By Elaine Liner
By Jim Schutze
By Rachel Watts
By Lauren Drewes Daniels
By Anna Merlan
By Lee Escobedo
PORT CHARLOTTE, Florida--It felt different. Almost radically so. Same game, sure, but that's where the similarities ended for him and surely where the exigency began. It was all so fresh, so new--from the superior competition to the expansive crowds to the breadth of the media coverage. It was a lot to take in, a lot to process.
Maybe too much.
"[Last year] was an experience," says Texas Rangers third baseman Mike Lamb of his rookie season. "It took some getting used to. There was just a lot of things you don't see in the minors, like all the reporters in the clubhouse, and then you go to bat, and later that night you see yourself on TV. There was a lot of attention [on me]. I think that's when the reality set in for me, when I saw myself on TV."
A reality that ultimately caused the team to court Ken Caminiti, a former National League MVP at third. A reality that will likely send Lamb into minor league exile when the Rangers break camp Friday night. A reality that's cold, that's indoctrined Lamb into the compassionless decision-making style of pro sports.
A sobering reality.
"If you put Mike Lamb on a veteran ballclub last year, I don't think he gets exposed as much," says manager Johnny Oates. Sitting in a gray cloth chair at the head of an imitation-wood conference table in his spring training office in Port Charlotte, Florida, Oates folds both hands over a dark blue Rangers ballcap, leans back a bit and sighs audibly before continuing. "But we were thin last year, and we had to ask him to do some of the kinds of things that we might ask Raffy or Pudge to do. That's not fair. He needed some fixing, but there's no real time for instruction at the major league level."
He played catcher his senior year at Cal-State Fullerton before being selected by the Rangers in the seventh round of the '97 free agent draft. Shipped off to minor-league Pulaski almost immediately. Charlotte the year after that. Tulsa the year after that. Between 1999 and 2G, he saw action in just 16 games at Triple-A Oklahoma City, which was just enough time to unpack his gear, pack it again and make the three-hour trek down to Dallas.
It mattered little that he probably wasn't ready, that he, and by extension the organization, could have benefited by allowing him more time in the minors. Problem was, time was dreadfully short for Texas a year ago. Decisions had to be made. Tough decisions. Maybe, in retrospect, the wrong decisions.
General Manager Doug Melvin needed a third baseman, and none of the retreads you see passed around the circuit like so many college sluts were worth the trouble or the cash. They had a prospect they were high on, a guy whom they fully expected to develop, to see guarding the line and clubbing hits before too long. All of a sudden, though, "before too long" became "right now."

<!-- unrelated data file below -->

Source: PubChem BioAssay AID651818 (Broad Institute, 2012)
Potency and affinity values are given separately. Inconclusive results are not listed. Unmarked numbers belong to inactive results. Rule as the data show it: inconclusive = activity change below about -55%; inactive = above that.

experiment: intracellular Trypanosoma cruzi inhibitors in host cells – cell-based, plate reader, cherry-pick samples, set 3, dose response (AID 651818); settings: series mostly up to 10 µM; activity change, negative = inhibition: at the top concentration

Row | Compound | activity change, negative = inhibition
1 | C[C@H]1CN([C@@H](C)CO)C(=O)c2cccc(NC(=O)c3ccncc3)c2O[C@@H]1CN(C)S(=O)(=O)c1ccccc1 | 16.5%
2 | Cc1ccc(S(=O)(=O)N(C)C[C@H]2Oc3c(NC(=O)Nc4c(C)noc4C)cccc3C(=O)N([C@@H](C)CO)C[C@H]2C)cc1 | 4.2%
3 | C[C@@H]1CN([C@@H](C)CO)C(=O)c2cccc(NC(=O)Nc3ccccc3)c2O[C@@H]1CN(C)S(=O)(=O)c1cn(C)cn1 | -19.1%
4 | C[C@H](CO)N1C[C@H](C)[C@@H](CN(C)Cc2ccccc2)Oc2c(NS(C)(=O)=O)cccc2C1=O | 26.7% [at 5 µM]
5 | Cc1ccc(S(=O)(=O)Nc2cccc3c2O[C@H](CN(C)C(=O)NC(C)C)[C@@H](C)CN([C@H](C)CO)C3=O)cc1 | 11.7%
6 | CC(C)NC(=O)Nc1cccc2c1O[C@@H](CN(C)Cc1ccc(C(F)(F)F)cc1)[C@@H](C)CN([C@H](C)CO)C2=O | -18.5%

So they threw Lamb to the wolves, potential damage to his future be damned.
He struggled, of course. You didn't have to watch too many games, didn't have to make too many outings to the ballpark--with last year's 71-91 embarrassment, that was certainly a good thing--to figure that out. But what were they going to do? Fill out the lineup card but leave the "5" position vacant? Platoon players at an infield spot that demands consistency? Let you play? There simply weren't too many options.
Not that that alleviated any of Lamb's burden.
"I'm not going to make an excuse and say I was bad because I wasn't ready," he says truthfully, staring his inquisitor in the eye without resentment.
He became just the sixth Rangers rookie to start at third. Saw time in 138 games, most for a Texas newbie since Jeff Huson appeared in 145 in 1990. Batted a respectable .278, good for second all-time among the club's first-year guys. But he was lacking in the power categories (only six homers to complement 47 runs batted in), which is baseball's unforgivable sin for a sexy post usually manned by longball He-Men.
Still, his troubles were less about the absence of punch in his bat than they were about his troubles defending his patch of dirt on the infield's left side. The Rangers committed an appalling, league-leading 135 errors in 2000. Garo Yepremian booted fewer balls. Lamb accounted for 33 of those miscues, tying him with Anaheim's Troy Glaus for the most fumbles among major leaguers playing the corner. What's worse, of the 18 pros to have more than 200 total chances and play in excess of 100 games at third, Lamb's .913 fielding percentage was dead last.
When the season ended--as much a gift from the heavens to you and me as it was to the players--upgrading the position became a likely scenario. Caminiti was available. Had 242 career dongs, not to mention arms the size of small children and legs the size of small nations. Better yet, carried a .946 lifetime fielding percentage.
You could see the conclusion coming like headlights through a clear North Texas night. Caminiti was on his way in; Lamb was on his way to Oklahoma "this should not be called a" City.